Weyerhaeuser signs are all over Washington’s western forests, dating when the company harvests and replants forests. There are other signs of the giant company as well – huge mills, billowing smokestacks, rows and rows of workers’ housing near the two-mile long plant in Longview, impoverished Raymond where the industry has pulled back. Dennis Perry has been a systems analyst at Weyerhaeuser for over thirty years. He loves the company that has been good to him and has done so much to help America grow. But he is cognizant of the tricky balance between agriculture, ecology, and industry which factors into everything Weyerhaeuser does.
Frederick Weyerhaeuser purchased a bankrupt mill in Wisconsin in 1900, bought up surrounding forests, clear cut them, and made a fortune. He moved the company to the Northwest in search of more forests, and by the 1940’s the company realized it needed to rethink the entire enterprise. Instead of considering trees a one-time resource, they began to treat their land as agricultural holdings to be replanted and harvested anew. Lumber is an unusual crop because trees take so long to yield. Still, Weyerhaeuser’s scientists have genetically modified Douglas firs that used to be fully mature in 75 to 80 years. Now they’re ready for harvest within forty years. This seemed like an unambiguous good until the 2000’s when studies revealed that faster growing forests don’t support the range of bio-diversity found in traditional forests.
The company, which now owns over seven million acres of timber, exists in a complex web of regulation and preference, such that one can argue that it is unfairly coddled or inhibited depending on your point of view. As an American company, Weyerhaeuser has access to lumber in federally owned forests, which foreign firms do not, but it must sell that lumber to domestic mills. On its own land, Weyerhaeuser still clear cuts. The company has few milling operations anymore. It produces mountains of pulp for paper and disposable diapers. The rest of it’s own lumber it ships overseas.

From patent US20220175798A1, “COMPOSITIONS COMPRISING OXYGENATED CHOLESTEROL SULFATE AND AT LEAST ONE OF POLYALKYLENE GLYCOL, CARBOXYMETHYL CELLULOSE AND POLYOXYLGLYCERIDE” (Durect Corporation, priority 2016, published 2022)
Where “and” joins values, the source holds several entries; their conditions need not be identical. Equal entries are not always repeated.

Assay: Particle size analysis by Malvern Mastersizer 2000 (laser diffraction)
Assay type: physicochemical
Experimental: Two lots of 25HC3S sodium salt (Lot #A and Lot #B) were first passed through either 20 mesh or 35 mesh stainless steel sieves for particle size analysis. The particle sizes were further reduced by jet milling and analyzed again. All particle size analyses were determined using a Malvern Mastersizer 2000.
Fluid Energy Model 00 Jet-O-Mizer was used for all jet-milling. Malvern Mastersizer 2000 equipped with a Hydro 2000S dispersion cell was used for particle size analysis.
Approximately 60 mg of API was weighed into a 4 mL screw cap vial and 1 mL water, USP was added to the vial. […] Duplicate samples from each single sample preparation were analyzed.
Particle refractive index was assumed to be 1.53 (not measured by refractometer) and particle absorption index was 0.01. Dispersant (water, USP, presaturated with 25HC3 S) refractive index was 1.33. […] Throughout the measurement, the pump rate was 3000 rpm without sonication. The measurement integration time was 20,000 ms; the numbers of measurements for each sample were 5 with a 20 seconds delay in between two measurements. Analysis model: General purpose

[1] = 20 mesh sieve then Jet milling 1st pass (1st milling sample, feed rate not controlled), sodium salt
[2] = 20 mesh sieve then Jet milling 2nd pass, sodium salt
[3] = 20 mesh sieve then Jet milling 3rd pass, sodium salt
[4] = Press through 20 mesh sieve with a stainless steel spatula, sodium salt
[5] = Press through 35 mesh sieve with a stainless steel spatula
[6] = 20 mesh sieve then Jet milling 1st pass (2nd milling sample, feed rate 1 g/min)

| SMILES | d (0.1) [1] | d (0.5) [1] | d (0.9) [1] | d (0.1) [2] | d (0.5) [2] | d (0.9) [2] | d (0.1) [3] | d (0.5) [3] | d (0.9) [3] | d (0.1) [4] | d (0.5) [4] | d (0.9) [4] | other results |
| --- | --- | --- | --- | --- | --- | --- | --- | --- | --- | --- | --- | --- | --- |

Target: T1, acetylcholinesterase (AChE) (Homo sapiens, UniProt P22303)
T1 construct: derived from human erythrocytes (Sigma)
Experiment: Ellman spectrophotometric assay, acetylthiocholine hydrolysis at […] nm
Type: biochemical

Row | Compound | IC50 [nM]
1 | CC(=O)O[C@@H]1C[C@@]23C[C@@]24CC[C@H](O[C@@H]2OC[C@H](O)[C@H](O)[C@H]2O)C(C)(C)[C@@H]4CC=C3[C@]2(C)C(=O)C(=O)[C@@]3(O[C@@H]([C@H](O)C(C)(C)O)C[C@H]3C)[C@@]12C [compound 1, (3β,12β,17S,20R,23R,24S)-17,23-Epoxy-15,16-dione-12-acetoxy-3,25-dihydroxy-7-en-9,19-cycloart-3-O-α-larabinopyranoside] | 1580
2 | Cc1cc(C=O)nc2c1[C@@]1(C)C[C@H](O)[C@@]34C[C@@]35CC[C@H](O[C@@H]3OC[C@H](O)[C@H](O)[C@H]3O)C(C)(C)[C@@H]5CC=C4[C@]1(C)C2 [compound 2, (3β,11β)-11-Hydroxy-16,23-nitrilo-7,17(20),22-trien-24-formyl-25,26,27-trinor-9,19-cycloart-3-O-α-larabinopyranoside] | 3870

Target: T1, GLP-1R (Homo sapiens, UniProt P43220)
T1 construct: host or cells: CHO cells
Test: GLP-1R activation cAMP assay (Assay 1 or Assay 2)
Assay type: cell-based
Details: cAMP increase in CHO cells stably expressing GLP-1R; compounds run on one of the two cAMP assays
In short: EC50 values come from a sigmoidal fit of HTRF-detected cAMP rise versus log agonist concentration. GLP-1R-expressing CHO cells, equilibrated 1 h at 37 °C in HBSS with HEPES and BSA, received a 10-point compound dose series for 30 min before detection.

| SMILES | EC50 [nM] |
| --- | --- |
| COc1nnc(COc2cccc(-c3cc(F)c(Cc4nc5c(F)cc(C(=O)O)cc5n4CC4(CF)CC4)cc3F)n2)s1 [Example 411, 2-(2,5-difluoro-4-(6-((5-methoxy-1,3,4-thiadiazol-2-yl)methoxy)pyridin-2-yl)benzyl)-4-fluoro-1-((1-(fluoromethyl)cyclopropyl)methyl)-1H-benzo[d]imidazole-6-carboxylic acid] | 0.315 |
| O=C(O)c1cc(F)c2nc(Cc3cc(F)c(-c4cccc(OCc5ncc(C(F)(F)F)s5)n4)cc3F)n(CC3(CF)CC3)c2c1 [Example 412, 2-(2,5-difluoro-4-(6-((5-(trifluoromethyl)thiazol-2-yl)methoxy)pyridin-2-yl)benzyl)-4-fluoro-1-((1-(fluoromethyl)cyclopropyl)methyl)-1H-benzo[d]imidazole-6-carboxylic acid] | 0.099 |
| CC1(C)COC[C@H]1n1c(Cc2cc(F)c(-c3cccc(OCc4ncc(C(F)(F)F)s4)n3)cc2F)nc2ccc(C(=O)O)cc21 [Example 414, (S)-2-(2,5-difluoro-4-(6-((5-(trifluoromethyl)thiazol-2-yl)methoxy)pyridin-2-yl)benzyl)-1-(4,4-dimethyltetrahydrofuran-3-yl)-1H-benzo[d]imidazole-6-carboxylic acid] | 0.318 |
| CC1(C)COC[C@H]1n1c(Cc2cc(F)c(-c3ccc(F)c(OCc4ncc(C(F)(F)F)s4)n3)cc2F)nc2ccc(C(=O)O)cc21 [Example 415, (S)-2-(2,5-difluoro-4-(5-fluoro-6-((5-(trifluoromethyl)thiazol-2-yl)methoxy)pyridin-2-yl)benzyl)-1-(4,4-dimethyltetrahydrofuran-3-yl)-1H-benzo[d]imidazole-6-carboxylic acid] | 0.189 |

Dennis is not a policy maker, advocate, or protester. He is expert and making whatever Weyerhaeuser chooses to produce as efficiently as possible. But the history of the company is representative of the challenges we have in moving toward a sustainable world. Historically, we’ve rewarded people of great initiative, even when that initiative pillaged the land. Although the Weyerhaeuser family no longer owns the company that bears their name, the shareholder’s objectives that shape how seven million acres of our country are treated do not necessarily align with the objectives of the rest of us.
How will we live tomorrow?
“I am biased by how I am looking forward to living in retirement. I enjoy cycling and calling home a place where I do many things without getting in a car. I have a Honda, though I can’t recall the last time I put gas in it. When I retire, I look forward to having a lower impact in the world.”